What’s sticking in my mind, though, is something my teacher, Bernie, said in a Restorative Yoga training last spring, that practicing restorative yoga is revolutionary. It was incongruous, to say that this act of doing so little can rise to that much significance. The more I think about it, though, the more right I think Bernie is.
The quieter flavors of yoga–gentle, yin, restorative, and a few others–are revolutionary practices. I think that the yoga we have here in the West has been largely westernized–filtered through our collective fixations with exercise, burning calories, and being thin and beautiful. These slower practices burn very few calories, and are often only a little more active than a nap.
I’m so inclined to follow up here with a “but! look at all the amazing benefits you can reap from these things!” because that’s how my head goes. I’m not going to list the benefits of restorative yoga here. Or yin. Or gentle yoga. You can google them as easily as I can.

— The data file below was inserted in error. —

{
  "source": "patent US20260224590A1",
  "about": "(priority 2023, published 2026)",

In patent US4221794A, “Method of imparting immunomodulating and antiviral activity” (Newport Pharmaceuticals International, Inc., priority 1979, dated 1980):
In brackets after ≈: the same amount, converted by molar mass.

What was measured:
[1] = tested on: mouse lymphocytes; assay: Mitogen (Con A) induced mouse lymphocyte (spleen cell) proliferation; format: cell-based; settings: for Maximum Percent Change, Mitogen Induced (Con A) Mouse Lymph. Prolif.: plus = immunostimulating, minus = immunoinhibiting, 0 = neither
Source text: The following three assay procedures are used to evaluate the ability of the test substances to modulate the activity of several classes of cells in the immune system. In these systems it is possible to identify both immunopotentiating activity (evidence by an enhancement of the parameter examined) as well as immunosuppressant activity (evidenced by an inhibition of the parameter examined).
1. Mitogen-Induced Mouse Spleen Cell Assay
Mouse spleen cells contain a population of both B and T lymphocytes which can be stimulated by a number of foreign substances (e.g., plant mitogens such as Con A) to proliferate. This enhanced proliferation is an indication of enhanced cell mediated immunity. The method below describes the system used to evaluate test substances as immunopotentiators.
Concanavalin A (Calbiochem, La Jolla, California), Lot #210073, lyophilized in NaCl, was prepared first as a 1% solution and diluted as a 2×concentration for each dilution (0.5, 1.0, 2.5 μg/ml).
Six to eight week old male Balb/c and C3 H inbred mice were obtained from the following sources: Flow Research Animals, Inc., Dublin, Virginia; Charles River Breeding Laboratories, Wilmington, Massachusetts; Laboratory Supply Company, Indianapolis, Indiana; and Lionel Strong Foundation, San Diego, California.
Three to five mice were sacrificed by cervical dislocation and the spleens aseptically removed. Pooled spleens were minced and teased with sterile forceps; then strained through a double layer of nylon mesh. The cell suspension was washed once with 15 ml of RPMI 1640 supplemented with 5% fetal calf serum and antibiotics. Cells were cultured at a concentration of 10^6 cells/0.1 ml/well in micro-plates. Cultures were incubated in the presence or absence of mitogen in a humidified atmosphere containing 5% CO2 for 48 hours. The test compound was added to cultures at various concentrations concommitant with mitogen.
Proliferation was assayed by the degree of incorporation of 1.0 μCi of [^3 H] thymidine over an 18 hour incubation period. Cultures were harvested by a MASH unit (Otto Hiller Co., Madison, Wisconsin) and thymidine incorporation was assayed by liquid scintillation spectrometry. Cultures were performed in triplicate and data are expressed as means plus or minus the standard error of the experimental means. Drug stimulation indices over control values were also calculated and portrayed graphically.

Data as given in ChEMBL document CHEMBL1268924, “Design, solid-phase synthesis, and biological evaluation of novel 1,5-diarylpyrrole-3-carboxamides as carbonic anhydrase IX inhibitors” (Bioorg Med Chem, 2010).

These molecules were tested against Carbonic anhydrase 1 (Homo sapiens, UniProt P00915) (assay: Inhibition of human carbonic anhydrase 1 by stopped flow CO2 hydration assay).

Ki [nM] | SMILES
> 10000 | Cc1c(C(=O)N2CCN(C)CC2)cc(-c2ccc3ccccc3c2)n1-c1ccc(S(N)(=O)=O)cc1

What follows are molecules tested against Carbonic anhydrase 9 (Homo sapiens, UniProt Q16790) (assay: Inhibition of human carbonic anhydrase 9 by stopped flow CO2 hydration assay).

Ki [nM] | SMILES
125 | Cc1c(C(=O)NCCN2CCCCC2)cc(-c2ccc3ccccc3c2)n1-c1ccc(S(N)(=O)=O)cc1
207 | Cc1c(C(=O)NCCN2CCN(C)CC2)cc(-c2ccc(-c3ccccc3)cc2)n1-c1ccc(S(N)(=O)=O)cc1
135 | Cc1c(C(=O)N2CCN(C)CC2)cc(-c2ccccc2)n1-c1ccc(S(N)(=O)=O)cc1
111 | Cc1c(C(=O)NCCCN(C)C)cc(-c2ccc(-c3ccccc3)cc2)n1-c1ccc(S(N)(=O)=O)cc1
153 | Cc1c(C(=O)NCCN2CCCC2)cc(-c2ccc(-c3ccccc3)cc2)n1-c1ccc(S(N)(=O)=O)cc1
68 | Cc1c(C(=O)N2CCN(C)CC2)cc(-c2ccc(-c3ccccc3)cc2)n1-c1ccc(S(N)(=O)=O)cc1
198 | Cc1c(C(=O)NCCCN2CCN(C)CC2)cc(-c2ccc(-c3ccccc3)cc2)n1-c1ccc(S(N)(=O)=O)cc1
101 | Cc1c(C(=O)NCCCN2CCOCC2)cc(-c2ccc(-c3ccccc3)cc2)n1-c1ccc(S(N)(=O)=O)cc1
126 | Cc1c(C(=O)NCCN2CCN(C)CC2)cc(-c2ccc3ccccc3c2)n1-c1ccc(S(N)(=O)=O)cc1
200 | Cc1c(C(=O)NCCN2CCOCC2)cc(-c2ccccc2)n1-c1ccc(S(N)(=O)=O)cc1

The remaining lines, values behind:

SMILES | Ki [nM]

These practices are revolutionary because taking the time out of our day or week for ourselves, to rest, is just not done. It’s weird. What are we doing? Shouldn’t we be getting stuff done?
My bathroom isn’t clean. The laundry is piling up. I have a dozen calls to return and a pile of paperwork to slog through…
Quiet yoga doesn’t care. Quiet yoga won’t check anything off your list. By prioritizing this quiet and rest, we take the position that we don’t need to Do All The Things to be worthwhile. It’s OK for us to not do anything sometimes. Practicing quiet yoga says that we are more than a collection of accomplishments. We don’t lose value as people if we choose to do less. Maybe to relax on Monday evenings.
Quiet yoga says, what would happen if we stepped off the hamster wheel and only got back on when we felt like it? What would that be like?